Koomson recognizes the need for diversity in health care and the dire need for more minority providers.

“It is my personal goal to establish a link between the evidence that confirms the need for minority providers and the action taken to produce them,” Koomson said. “We planned the HBCU Pre-PA Fair with the hopes of providing information and resources to students from North Carolina HBCUs about the profession, the application process, and PA education. The day went far beyond what we could have ever imagined! The students were engaged, passionate, and eager to learn. I’m absolutely thrilled that we were able to shine light on our beautiful profession and inspire the PAs of our future.” 

The NCAPA DEI committee is dedicated to increasing the number of minority/underrepresented in medicine students in PA programs. Representation matters and as we increase the number of underrepresented students, we increase the number of providers who will care for members of minoritized communities. 

The History of HBCUs  

Historically Black Colleges and Universities (HBCUs) were first established in the United States in the early 19th century to provide undergraduate and graduate level education to people of African descent who were prevented from attending other colleges and universities due to racial discrimination. Many of these early institutions provided basic education and training enabling individuals to become teachers or tradesmen.

The very first HBCU was established in 1837 as the Institute for Colored Youth. Today it is known as Cheyney University.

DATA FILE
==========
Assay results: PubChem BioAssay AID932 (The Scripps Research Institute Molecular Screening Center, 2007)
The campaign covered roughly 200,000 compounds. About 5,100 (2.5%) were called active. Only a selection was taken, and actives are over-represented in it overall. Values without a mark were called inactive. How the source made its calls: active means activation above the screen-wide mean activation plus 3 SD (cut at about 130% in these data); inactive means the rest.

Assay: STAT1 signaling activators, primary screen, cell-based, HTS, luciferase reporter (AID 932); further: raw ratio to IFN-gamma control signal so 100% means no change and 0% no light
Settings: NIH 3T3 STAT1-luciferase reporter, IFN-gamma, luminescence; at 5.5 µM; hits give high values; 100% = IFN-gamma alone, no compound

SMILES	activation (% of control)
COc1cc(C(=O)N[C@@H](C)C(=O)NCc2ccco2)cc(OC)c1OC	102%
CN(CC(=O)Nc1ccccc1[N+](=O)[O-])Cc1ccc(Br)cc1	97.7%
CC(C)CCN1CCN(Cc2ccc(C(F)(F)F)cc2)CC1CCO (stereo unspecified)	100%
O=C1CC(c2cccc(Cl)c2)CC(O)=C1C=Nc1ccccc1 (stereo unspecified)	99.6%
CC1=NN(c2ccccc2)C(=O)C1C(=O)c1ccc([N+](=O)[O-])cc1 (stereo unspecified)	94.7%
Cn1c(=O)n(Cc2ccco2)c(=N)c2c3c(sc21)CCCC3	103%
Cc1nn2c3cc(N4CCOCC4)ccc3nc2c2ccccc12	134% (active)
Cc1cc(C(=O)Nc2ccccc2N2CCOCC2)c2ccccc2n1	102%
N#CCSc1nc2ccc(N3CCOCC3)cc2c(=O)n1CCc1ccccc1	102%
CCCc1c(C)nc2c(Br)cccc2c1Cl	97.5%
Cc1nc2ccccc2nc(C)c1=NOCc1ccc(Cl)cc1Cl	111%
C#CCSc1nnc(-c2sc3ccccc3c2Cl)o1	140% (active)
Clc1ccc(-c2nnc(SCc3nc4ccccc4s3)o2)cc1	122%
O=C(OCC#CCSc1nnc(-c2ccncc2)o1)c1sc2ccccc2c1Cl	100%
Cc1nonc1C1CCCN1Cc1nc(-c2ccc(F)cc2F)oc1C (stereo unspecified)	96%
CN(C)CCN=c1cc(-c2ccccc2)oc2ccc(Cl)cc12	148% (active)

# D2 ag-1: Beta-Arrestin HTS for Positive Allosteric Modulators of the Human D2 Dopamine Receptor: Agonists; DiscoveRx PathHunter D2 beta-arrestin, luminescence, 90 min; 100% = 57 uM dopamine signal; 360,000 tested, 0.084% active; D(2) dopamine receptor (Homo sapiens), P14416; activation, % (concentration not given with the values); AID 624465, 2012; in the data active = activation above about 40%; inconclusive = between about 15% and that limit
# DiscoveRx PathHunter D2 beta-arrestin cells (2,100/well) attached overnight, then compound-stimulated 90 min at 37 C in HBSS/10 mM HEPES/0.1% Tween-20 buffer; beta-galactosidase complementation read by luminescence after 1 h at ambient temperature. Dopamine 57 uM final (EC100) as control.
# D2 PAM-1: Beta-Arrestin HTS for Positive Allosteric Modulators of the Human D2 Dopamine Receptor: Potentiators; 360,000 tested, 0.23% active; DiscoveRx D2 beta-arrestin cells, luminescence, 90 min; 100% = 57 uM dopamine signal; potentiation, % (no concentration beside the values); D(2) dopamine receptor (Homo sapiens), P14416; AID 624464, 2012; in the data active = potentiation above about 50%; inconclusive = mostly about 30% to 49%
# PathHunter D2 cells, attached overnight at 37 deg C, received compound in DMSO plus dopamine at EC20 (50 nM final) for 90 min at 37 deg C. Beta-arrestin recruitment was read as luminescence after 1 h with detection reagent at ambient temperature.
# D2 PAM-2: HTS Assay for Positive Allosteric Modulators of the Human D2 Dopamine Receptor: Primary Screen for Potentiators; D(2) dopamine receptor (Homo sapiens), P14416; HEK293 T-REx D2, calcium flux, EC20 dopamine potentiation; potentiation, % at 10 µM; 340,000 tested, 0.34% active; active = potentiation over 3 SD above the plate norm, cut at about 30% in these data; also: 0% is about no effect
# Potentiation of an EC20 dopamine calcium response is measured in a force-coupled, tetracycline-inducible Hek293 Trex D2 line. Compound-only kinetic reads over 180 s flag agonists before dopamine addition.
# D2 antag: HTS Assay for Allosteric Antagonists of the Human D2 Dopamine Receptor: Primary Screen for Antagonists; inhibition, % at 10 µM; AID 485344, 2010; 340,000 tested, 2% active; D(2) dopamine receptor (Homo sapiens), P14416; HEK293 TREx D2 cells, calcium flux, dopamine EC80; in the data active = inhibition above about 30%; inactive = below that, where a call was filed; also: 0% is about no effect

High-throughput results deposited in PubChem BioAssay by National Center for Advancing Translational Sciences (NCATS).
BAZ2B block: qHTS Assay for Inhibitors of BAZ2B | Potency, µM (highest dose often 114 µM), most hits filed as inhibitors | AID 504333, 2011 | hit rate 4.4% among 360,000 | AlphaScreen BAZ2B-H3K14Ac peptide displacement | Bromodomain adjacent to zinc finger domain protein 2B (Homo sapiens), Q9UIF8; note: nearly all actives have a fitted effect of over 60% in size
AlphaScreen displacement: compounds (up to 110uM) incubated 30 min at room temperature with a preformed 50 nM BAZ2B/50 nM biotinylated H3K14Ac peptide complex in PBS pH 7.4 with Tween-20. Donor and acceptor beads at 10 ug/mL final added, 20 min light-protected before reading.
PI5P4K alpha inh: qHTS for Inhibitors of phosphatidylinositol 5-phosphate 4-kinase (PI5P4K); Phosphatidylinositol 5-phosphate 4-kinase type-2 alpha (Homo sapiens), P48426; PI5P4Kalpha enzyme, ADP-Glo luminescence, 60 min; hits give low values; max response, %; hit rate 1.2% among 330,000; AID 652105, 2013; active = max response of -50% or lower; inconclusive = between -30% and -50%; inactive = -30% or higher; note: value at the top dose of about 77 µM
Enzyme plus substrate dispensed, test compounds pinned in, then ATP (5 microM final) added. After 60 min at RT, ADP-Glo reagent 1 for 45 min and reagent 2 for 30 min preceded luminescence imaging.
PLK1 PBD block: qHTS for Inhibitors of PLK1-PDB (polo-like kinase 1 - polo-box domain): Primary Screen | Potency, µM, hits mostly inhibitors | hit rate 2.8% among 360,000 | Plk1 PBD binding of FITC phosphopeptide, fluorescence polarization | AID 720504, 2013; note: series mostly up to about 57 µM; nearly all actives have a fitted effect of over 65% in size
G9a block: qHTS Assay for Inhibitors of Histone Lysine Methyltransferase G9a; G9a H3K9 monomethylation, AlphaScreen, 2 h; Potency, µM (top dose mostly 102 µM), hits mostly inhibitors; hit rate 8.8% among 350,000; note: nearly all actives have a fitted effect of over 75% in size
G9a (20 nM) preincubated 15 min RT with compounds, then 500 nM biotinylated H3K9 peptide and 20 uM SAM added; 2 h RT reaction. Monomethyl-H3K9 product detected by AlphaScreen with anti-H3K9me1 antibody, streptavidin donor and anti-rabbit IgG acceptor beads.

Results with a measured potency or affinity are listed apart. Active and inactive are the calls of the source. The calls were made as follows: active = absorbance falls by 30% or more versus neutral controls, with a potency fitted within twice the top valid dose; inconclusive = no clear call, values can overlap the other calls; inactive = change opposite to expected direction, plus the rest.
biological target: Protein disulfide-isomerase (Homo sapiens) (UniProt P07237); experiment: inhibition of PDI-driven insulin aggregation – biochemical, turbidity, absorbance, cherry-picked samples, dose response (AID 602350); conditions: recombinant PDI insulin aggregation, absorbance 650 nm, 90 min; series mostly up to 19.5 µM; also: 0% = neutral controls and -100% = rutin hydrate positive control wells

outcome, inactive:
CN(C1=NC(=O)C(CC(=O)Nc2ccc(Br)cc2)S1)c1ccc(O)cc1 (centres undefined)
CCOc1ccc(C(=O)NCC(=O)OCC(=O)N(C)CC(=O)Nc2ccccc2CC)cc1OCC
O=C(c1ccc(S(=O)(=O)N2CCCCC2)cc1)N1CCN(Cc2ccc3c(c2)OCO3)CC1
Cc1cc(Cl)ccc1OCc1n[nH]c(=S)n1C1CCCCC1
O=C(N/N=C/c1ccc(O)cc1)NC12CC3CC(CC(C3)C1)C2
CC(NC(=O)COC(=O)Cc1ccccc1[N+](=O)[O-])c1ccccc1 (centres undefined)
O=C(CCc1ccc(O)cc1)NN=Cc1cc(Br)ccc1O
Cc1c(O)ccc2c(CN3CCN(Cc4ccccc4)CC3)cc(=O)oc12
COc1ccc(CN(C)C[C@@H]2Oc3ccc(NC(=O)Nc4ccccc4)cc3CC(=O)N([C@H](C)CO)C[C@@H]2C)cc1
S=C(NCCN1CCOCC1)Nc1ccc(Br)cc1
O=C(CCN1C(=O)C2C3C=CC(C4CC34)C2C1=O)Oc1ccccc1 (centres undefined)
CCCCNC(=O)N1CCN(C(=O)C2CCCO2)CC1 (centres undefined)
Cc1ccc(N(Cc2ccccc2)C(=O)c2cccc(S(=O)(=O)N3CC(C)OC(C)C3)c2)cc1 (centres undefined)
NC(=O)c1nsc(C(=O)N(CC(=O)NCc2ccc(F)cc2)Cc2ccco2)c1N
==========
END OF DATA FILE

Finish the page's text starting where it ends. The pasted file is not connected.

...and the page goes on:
There are currently 107 HBCUs serving more than 200,000 students across the United States. These institutions are havens of tradition, culture, and pride for students and provide a place of belonging while providing quality education preparing students for careers in medicine, engineering, law, and the arts.

Several of PAEA’s member programs are housed in HBCUs. These programs are:

  • Charles Drew (Lucy Kibe, Program Director)
  • Meharry Medical College (Michelle Drumgold, Program Director)
  • Howard University (Dionne Marie Soares, Program Director)
  • Morehouse (Pangela Dawson, Program Director)
  • University of Maryland Eastern Shore (Tiffany Maxwell, Program Director)
  • Xavier University (Varsha Gusman, Program Director)
  • North Carolina A&T (Developing – Nicole Burwell, Program Director)

As part of its commitment to equity, diversity, and inclusion, PAEA is working to support members by offering programming and workshops. The Admissions/CASPA Team has developed intentional recruitment and outreach initiatives specifically to target those who are underrepresented in medicine and in the PA profession.

“The Bridge to the PA Profession,” an initiative introduced in January 2022, is designed to create intentional collaborative relationships resulting in Memoranda of Understanding (MOU) between PA programs and HBCUs. These agreements “bridge” students from the HBCUs to the partnering PA program if the student meets the admissions requirements of the PA program.

To learn more about the recruitment and outreach efforts of the PAEA Admissions/CASPA Team, including the Bridge to the PA Profession Initiative, email us at